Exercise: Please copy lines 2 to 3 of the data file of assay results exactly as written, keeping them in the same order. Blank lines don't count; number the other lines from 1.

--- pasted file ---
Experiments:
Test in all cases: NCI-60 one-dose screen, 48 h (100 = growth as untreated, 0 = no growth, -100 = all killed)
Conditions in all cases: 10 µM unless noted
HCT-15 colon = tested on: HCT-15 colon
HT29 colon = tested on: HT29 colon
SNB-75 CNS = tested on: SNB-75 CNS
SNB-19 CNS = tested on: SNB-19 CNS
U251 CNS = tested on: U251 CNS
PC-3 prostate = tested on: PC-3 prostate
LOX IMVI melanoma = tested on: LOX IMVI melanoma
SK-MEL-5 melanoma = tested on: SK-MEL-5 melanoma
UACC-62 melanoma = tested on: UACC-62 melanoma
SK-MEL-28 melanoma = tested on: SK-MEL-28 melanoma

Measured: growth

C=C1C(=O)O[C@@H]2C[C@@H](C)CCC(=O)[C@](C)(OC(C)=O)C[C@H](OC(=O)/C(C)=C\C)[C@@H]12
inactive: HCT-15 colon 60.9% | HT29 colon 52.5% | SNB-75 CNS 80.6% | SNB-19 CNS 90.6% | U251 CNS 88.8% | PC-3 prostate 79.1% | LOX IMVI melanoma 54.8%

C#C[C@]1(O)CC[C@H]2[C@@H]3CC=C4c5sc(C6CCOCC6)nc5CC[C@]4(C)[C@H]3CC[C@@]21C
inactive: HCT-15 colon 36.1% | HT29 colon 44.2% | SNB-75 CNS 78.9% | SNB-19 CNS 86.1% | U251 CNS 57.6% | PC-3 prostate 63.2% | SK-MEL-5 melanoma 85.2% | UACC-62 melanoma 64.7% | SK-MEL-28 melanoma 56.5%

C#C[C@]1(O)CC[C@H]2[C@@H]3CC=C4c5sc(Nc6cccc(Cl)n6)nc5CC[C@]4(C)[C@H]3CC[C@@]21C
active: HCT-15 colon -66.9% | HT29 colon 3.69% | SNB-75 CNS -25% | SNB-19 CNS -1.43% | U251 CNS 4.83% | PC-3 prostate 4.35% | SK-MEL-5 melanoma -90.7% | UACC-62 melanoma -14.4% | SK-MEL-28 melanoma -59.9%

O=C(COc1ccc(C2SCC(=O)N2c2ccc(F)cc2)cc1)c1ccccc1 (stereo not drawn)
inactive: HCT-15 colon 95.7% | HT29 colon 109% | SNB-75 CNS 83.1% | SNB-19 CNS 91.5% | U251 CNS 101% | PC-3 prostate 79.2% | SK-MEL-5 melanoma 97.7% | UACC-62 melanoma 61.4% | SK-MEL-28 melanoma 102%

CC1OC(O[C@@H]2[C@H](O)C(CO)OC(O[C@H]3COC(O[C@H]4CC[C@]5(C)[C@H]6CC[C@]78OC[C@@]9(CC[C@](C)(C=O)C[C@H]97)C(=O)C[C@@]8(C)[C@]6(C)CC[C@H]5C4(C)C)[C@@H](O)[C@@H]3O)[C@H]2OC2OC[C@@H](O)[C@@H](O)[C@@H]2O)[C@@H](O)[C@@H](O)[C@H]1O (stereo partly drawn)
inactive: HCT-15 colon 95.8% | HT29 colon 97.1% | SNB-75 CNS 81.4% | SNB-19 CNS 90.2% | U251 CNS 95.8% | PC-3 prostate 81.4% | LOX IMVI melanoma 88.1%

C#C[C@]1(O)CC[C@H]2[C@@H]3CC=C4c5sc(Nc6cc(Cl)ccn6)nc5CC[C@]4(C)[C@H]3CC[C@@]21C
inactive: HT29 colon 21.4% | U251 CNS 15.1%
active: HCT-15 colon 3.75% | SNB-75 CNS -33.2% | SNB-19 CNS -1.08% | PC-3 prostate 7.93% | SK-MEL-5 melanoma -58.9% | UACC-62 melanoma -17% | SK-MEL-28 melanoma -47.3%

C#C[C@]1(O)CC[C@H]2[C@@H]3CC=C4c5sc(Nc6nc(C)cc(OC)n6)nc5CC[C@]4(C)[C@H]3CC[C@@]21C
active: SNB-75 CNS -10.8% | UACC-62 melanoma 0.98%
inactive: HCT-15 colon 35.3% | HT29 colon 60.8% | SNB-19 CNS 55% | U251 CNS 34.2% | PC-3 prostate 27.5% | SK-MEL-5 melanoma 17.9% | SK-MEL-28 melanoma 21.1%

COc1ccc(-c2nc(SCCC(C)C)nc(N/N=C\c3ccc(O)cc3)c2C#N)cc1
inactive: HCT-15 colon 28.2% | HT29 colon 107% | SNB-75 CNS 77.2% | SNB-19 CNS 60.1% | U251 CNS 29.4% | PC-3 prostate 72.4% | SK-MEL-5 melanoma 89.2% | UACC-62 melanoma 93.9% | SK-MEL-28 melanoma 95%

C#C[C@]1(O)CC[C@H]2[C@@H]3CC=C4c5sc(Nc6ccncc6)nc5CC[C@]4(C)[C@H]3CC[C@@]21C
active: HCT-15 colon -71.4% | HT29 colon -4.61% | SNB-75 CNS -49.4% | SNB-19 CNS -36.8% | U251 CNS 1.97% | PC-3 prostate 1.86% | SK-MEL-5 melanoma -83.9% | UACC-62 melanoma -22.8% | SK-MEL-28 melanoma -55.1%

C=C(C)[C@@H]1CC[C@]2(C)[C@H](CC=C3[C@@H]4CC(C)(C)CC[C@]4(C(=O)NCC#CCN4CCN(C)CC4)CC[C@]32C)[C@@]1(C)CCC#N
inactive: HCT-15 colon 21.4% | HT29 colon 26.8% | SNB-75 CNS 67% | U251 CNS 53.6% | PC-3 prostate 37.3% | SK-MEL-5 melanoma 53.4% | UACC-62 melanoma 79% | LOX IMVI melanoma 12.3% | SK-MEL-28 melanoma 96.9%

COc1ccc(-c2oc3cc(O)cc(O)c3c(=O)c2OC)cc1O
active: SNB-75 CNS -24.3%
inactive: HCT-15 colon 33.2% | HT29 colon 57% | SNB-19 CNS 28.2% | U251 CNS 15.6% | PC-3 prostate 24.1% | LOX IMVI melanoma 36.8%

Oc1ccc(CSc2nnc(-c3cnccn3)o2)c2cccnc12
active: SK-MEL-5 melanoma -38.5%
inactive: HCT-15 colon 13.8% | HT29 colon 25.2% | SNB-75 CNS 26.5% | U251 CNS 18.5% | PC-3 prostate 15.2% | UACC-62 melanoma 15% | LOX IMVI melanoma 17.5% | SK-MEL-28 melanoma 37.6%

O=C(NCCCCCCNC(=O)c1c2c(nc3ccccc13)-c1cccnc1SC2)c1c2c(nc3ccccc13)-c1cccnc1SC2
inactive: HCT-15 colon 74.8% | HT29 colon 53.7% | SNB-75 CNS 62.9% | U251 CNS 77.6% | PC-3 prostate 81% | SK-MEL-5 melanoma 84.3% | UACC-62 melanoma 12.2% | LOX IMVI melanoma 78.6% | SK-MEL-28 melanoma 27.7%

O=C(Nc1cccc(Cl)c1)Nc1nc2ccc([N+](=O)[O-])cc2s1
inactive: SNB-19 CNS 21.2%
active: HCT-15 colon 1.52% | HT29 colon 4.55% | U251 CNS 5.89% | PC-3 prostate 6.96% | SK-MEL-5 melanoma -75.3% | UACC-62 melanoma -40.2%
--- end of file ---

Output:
Test in all cases: NCI-60 one-dose screen, 48 h (100 = growth as untreated, 0 = no growth, -100 = all killed)
Conditions in all cases: 10 µM unless noted